Capital Union Bank is thus suing for breach of its correspondent banking contract, and recovery of its monies and legal fees, as a result of Bancrédito's "reckless" conduct.

The Bahamian institution was created in 2013 by its chairman, Lawrence Howell, co-founder of Switzerland-based EFG International, and founding partner Clement Ducasse.

It offers a wide range of services, including custody and execution; money market; foreign exchange; over-the-counter (OTC) and derivatives instruments; precious metals trading; securities and fiduciary lending.


Well_mudda_take_sic 2 years, 3 months ago

Our government's continued recognition of the money laundering and other corrupt activities of the criminal enterprises run by the racketeering numbers' bosses as 'legal' has forced many banks domiciled in the Bahamas to establish correspondent banking relationships with higher risk financial institutions in higher risk jurisdictions. The global financial community, comprised of reputable lower risk banks in lower risk financial centers around the world, wants nothing to do with most banks domiciled in the Bahamas these days for fear of becoming tainted in a serious way by funds attributable to the money laundering and other corrupt activities of the thugs that operate the gaming web shops in the Bahamas and Caribbean region at large.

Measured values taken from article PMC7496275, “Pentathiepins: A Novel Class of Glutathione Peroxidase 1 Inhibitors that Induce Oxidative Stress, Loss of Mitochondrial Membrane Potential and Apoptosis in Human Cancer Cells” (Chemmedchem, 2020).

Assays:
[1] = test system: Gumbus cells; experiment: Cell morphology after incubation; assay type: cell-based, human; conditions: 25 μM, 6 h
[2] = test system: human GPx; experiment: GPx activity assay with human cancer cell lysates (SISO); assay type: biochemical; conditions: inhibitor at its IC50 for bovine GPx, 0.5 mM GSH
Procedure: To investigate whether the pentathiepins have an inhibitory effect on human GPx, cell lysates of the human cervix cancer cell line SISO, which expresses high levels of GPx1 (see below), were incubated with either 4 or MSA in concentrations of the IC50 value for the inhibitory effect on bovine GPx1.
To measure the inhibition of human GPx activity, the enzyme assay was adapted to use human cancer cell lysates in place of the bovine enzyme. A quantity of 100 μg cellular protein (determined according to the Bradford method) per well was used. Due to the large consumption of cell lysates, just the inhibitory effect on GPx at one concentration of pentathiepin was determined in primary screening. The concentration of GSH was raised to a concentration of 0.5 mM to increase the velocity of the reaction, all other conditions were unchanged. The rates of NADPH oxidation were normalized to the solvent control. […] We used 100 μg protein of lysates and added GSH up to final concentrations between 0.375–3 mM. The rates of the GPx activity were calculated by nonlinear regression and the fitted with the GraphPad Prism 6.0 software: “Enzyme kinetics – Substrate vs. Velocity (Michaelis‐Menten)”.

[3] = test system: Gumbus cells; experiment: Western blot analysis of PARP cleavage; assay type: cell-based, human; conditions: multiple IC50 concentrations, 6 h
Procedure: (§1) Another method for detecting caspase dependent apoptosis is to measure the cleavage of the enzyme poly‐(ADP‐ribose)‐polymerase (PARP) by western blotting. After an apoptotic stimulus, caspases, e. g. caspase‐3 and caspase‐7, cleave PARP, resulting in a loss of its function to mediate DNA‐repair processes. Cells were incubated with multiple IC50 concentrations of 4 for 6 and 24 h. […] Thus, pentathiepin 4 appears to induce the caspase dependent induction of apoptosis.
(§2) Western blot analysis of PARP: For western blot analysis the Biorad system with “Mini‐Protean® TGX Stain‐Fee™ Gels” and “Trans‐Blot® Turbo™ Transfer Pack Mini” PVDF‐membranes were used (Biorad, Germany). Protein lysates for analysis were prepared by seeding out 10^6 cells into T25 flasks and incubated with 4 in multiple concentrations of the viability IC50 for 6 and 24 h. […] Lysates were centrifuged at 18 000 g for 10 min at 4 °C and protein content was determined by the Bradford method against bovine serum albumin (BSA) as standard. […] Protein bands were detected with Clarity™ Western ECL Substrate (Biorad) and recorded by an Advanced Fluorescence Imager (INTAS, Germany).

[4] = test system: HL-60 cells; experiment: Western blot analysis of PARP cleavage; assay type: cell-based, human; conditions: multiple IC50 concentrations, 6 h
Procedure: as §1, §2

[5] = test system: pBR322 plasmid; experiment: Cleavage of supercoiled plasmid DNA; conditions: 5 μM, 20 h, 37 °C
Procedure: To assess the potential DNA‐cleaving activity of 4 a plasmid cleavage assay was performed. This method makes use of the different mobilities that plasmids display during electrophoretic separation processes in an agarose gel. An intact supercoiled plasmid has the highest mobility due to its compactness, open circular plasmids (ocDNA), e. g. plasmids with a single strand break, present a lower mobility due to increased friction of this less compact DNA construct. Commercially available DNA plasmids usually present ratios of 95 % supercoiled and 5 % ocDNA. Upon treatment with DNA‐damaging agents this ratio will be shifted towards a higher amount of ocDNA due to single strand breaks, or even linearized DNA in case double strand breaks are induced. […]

JohnDoe 2 years, 3 months ago

Utter nonsense! Please read this story and stop talking silly talk.


Well_mudda_take_sic 2 years, 3 months ago

Aaahhh.....@JohnDoe a/k/a @John a/k/a @honestman still singing to a racketeering numbers boss for his supper.


JohnDoe 2 years, 3 months ago

Mark Twain once said "Never argue with stupid people, because they will drag you down to their level and then beat you with experience".


Well_mudda_take_sic 2 years, 3 months ago

Mark Twain! Really? You always struck me as being more a confused Confuscius kind of guy. After all Confucius clearly had someone like you in mind when he said: "Learning without thought is labour lost; thought without learning is perilous."


Sign in to comment